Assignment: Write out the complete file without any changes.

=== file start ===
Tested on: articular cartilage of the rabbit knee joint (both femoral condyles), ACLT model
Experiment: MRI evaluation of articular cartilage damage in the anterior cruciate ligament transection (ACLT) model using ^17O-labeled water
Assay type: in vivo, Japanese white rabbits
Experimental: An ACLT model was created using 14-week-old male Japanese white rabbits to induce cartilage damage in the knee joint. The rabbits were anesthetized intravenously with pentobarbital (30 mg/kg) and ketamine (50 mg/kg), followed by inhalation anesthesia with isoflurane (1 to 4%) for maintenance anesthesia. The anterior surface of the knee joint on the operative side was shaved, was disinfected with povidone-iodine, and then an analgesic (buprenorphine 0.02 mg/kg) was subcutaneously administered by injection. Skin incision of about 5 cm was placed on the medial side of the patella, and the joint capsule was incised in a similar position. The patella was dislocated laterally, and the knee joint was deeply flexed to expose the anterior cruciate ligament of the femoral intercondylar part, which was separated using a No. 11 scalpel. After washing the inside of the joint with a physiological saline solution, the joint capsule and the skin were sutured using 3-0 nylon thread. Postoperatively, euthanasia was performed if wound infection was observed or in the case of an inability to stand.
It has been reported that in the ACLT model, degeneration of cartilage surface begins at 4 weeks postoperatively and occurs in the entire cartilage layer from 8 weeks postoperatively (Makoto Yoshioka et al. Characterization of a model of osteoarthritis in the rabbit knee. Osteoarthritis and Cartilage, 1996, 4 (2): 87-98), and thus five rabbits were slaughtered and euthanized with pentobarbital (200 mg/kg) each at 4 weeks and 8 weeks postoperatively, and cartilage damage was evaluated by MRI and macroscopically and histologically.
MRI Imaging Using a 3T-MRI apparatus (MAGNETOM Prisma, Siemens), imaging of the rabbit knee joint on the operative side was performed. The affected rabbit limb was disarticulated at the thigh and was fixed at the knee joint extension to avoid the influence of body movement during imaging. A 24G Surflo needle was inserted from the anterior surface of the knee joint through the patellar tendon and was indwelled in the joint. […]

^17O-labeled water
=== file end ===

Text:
Tested on: articular cartilage of the rabbit knee joint (both femoral condyles), ACLT model
Experiment: MRI evaluation of articular cartilage damage in the anterior cruciate ligament transection (ACLT) model using ^17O-labeled water
Assay type: in vivo, Japanese white rabbits
Experimental: An ACLT model was created using 14-week-old male Japanese white rabbits to induce cartilage damage in the knee joint. The rabbits were anesthetized intravenously with pentobarbital (30 mg/kg) and ketamine (50 mg/kg), followed by inhalation anesthesia with isoflurane (1 to 4%) for maintenance anesthesia. The anterior surface of the knee joint on the operative side was shaved, was disinfected with povidone-iodine, and then an analgesic (buprenorphine 0.02 mg/kg) was subcutaneously administered by injection. Skin incision of about 5 cm was placed on the medial side of the patella, and the joint capsule was incised in a similar position. The patella was dislocated laterally, and the knee joint was deeply flexed to expose the anterior cruciate ligament of the femoral intercondylar part, which was separated using a No. 11 scalpel. After washing the inside of the joint with a physiological saline solution, the joint capsule and the skin were sutured using 3-0 nylon thread. Postoperatively, euthanasia was performed if wound infection was observed or in the case of an inability to stand.
It has been reported that in the ACLT model, degeneration of cartilage surface begins at 4 weeks postoperatively and occurs in the entire cartilage layer from 8 weeks postoperatively (Makoto Yoshioka et al. Characterization of a model of osteoarthritis in the rabbit knee. Osteoarthritis and Cartilage, 1996, 4 (2): 87-98), and thus five rabbits were slaughtered and euthanized with pentobarbital (200 mg/kg) each at 4 weeks and 8 weeks postoperatively, and cartilage damage was evaluated by MRI and macroscopically and histologically.
MRI Imaging Using a 3T-MRI apparatus (MAGNETOM Prisma, Siemens), imaging of the rabbit knee joint on the operative side was performed. The affected rabbit limb was disarticulated at the thigh and was fixed at the knee joint extension to avoid the influence of body movement during imaging. A 24G Surflo needle was inserted from the anterior surface of the knee joint through the patellar tendon and was indwelled in the joint. […]

^17O-labeled water